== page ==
Until You Learn To Swim
by Ray Maxie
My mother, the kindhearted, nurturing and caring person that she was, became extremely over-protective of us kids during the 1930's and 40's. She was raised through some mighty tough times and, later, the Great Depression. She had learned to be very cautious in life and was a super frugal person. Mother was born prematurely, a two-pound preemie in 1913, not expected to survive. Her mother was a young south Louisiana native and her father a seventy six-year-old Civil War veteran from Pennsylvania. He was U.S. postmaster at the Starks, Louisiana, post office when mother was born.
It was a miracle Mother survived infancy. Births before her had all been premature casualties born to my grandparents. But she obviously survived and lived to be eighty-three years old. She lived out her adult life in Cass County Texas, near McLeod. At Starks in Calcasieu Parish, her one and only sibling, a brother, was born a year after her.
My grandfather was born and grew up in Pennsylvania and served two stints in the Union Army during the Civil War. His family were Quakers and called themselves Pennsylvania Dutch. Years following the war found him in California working with members of his family who had gone out west. He eventually came back east and, while traveling over the country, decided to settle in south Louisiana. He later received a government appointment as postmaster in Starks. He was working at that job when he met my grandmother, of the south Louisiana Clark family. They were married in 1905.
In her youngest years, my mother remembered knowing her father very well. She was twelve years old when he died in 1925 in Illinois. After serving many years as postmaster, grandpa eventually became disabled and was sent to the Old Soldier's Home in Danville, IL. He later died there and it wasn't until 1993, eighty years after my mother was born, that I visited the National Cemetery in Danville and found my grandfather's grave. Knowing that I had located it made my mother very happy. She had not known exactly where he was buried and had never visited his grave nor knew anyone that had.
Becoming a young widow, my grandmother was on her own during the late 1920's and '30's with two preteen children to raise. Not having many adequate working skills and probably feeling outcast by her family, she later moved to the Mooringsport - Oil City area in northwest Louisiana. There, she daily took in laundry from the public and did housekeeping along with washing and ironing for people as a means of income. She later learned that she was not eligible for grandpa's Civil War pension because of marrying him after the cut-off date.
Life was difficult. This little single parent family was living in extreme poverty and having a really tough time while grandmother did the best she could to raise those children alone.
Concerning poverty and depression, my generation wasn't much improved upon. I have lived the hard times, too. Mother often said that you don't know what you've missed if you've never had it. That is so true! Only after I rose a little above it, did I realize I had been in a depression. Someone once said, "We were so poor, we looked up to the kids on welfare." Loretta Lynn's popular country song "Coal Miners Daughter" says, "We were poor, but we had love. That was one thing my daddy made sure of."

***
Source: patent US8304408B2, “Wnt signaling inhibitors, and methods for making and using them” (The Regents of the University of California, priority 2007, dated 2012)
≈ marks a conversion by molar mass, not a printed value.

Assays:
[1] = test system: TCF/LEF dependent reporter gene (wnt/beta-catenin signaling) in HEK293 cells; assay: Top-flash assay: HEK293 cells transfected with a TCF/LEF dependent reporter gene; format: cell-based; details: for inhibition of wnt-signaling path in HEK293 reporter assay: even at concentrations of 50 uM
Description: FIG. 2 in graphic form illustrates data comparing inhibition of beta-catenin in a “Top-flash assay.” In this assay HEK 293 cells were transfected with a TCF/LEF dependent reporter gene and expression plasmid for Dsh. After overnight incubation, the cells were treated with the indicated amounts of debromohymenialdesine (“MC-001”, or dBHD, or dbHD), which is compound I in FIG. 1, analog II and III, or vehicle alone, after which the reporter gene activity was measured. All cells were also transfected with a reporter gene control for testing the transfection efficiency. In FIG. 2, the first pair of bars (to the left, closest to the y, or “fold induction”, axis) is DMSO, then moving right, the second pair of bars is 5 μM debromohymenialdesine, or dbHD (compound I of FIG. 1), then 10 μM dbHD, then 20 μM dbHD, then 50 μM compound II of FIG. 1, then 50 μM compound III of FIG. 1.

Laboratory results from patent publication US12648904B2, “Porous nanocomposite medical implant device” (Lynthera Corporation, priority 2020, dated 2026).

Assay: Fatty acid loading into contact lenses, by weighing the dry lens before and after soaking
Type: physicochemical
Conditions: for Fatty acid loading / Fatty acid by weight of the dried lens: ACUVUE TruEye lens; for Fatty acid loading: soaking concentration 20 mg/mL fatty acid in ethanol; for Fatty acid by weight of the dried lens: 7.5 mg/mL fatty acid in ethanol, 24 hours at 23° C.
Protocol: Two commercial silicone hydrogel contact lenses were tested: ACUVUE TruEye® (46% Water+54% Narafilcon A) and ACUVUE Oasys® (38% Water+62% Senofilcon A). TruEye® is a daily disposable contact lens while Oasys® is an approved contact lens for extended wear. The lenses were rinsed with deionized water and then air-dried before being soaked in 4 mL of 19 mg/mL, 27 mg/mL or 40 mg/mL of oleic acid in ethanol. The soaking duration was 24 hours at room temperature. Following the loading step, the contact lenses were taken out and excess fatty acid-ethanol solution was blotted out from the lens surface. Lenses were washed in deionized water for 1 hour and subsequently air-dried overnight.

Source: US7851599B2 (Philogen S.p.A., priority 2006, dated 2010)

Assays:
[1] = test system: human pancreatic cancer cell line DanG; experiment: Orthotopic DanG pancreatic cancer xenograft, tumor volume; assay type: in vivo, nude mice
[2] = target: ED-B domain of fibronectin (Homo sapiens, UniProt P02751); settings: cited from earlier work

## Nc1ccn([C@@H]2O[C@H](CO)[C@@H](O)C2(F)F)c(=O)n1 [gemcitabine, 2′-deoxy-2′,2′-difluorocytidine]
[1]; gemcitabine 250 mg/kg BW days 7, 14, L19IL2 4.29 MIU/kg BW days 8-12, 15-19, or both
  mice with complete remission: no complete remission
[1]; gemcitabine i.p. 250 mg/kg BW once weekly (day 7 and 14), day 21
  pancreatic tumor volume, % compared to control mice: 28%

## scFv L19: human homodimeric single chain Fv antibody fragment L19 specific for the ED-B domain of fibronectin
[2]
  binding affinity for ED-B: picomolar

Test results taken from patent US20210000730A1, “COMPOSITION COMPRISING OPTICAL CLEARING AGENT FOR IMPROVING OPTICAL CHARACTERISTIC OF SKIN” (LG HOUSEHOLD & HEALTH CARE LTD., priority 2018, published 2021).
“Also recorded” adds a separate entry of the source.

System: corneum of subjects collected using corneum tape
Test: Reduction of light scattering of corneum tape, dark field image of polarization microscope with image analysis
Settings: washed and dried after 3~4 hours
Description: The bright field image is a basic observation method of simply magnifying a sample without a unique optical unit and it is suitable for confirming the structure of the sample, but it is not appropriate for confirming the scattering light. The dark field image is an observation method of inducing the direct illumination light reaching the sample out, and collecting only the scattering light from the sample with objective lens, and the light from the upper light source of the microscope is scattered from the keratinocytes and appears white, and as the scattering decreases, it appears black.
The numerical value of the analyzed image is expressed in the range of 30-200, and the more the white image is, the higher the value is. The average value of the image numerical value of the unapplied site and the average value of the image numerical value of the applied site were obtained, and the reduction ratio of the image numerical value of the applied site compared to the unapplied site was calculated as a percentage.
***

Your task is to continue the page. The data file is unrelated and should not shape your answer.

So, living through the hard life and difficult times, mother was overly cautious and protective. She played her cards close to the vest, so to speak, living with extreme care and patience. Being super frugal and ultra conservative was a way of life for her. Money was short and the work was hard. Mother cautioned us kids frequently about many things and provided close guidance almost daily, not wanting to lose the most precious things that God had blessed her with. She was severely afraid of deep water. If she ever let us kids near water, we were closely supervised. Mother never learned to swim and what little water instruction we received came from dad.
Mother was a rung or two further up the poverty ladder when she died a peaceful death in 1996 and left this world a much better place than she had found it. I loved mother dearly and appreciated all of her efforts in raising us kids, although I may not have realized it nor shown it as much as I should have. Oftentimes we are just so close to a situation or condition, we overlook its value and importance.
Even though I may never become a proficient swimmer, nor lose my fear of deep water, I can dog paddle, tread water and swim a little. As I have watched my own children grow up over the years, I am reminded what my father frequently told me as a youth. "Nothing stays the same, son. Nothing ever stays the same." I have learned that today is never an exact copy of yesterday. Things change, as they should, and life goes on.
N. Ray Maxie is a former Texas highway patrolman and Special Texas Ranger. Following his long service with the state of Texas, Ray worked in loss prevention for the nation's railroads. Now retired, he enjoys writing personal essays and memoirs (no fiction) about his youthful experiences growing up in northeast Texas, the Ark-La-Tex area. Ray also shares his tales of career experiences from Texas highways, southern backroads and "pig trails." He lives near Houston with his wife of almost fifty years and five precious pets.
Two more Ray Maxie stories at USADS:
* Shadows in the Moonlight
* A Country Boy's Thorn in the Flesh
And here are two from other publications:
* Wanted for Murder
* The Unforgettable Lightning Bolt
Read many more great stories listed on our USADS Articles pages.
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